The slave trade was engaged in by European state and non-state actors such as Great Britain, the Netherlands, Portugal and private companies, as well as various African states and non-state actors. With rising anti-slavery sentiment at home and changing economic realities, Great Britain outlawed the international slave trade in 1807. Following the Napoleonic Wars, Great Britain established the West Africa Squadron in an attempt to halt the international traffic in slaves. It stopped ships of other nations that were leaving the African coast with slaves; the seized slaves were taken to Freetown, a colony in West Africa originally established for the resettlement of freed slaves from Britain. Britain intervened in the Lagos Kingship power struggle by bombarding Lagos in 1851, deposing the slave trade friendly Oba Kosoko, helping to install the amenable Oba Akitoye, and signing the Treaty between Great Britain and Lagos on 1 January 1852. Britain annexed Lagos as a Crown Colony in August 1861 with the Lagos Treaty of Cession. British missionaries expanded their operations and travelled further inland. In 1864, Samuel Ajayi Crowther became the first African bishop of the Anglican Church.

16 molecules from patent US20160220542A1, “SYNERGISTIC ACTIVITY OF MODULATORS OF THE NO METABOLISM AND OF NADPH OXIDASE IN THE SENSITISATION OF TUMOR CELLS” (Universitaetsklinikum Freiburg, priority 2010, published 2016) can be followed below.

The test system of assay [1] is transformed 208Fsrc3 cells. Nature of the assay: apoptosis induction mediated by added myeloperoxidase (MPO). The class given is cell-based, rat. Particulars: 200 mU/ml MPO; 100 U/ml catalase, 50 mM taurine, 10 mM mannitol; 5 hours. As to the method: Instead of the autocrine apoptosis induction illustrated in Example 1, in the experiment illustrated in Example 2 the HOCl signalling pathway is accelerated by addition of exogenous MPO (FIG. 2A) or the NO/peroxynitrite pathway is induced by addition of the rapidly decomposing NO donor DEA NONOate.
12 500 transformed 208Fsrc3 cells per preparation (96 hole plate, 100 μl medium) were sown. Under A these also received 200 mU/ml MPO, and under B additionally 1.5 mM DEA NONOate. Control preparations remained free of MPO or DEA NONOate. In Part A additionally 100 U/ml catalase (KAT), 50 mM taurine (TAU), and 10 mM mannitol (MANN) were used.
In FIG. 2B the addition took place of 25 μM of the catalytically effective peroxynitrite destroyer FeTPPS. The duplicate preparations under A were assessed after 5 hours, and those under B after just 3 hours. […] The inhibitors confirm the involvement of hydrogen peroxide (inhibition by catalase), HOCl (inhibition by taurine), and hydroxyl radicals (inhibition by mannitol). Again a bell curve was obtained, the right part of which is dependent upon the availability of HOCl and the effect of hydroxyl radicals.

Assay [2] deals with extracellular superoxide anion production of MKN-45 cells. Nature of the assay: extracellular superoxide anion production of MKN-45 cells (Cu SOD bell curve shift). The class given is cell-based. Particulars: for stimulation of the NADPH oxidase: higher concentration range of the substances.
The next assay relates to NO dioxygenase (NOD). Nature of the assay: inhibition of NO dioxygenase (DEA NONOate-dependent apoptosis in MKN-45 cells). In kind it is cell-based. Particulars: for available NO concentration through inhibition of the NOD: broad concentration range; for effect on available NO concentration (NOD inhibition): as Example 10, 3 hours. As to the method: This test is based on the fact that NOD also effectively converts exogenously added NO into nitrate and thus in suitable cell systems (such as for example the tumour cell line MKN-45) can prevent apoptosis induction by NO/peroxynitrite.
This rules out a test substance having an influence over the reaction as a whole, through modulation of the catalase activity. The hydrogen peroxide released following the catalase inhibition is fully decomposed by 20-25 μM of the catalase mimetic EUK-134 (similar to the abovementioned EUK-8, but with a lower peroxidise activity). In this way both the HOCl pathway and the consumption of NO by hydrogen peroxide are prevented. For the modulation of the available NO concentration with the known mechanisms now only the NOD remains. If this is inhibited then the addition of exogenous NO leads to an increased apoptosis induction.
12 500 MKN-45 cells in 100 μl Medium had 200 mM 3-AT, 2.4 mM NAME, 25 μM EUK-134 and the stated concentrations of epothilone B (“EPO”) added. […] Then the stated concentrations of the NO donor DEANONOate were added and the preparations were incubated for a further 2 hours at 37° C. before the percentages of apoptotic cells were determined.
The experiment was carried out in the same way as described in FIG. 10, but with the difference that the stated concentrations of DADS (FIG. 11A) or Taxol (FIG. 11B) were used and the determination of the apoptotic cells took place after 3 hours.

In 1885, British claims to a West African sphere of influence received recognition from other European nations at the Berlin Conference. The following year, it chartered the Royal Niger Company under the leadership of Sir George Taubman Goldie. In 1900 the company’s territory came under the control of the British government, which moved to consolidate its hold over the area of modern Nigeria. On 1 January 1901, Nigeria became a British protectorate, and part of the British Empire, the foremost world power at the time. In the late 19th and early 20th centuries the independent kingdoms of what would become Nigeria fought a number of conflicts against the British Empire’s efforts to expand its territory. By war, the British conquered Benin in 1897, and, in the Anglo-Aro War (1901–1902), defeated other opponents. The restraint or conquest of these states opened up the Niger area to British rule.